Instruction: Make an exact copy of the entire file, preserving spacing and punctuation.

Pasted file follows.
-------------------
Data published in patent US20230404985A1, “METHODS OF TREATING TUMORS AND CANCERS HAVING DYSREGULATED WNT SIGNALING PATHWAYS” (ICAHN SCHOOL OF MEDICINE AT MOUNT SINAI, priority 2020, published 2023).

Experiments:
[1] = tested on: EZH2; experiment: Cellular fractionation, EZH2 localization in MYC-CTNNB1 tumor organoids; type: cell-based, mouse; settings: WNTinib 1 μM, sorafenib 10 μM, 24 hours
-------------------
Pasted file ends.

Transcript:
Data published in patent US20230404985A1, “METHODS OF TREATING TUMORS AND CANCERS HAVING DYSREGULATED WNT SIGNALING PATHWAYS” (ICAHN SCHOOL OF MEDICINE AT MOUNT SINAI, priority 2020, published 2023).

Experiments:
[1] = tested on: EZH2; experiment: Cellular fractionation, EZH2 localization in MYC-CTNNB1 tumor organoids; type: cell-based, mouse; settings: WNTinib 1 μM, sorafenib 10 μM, 24 hours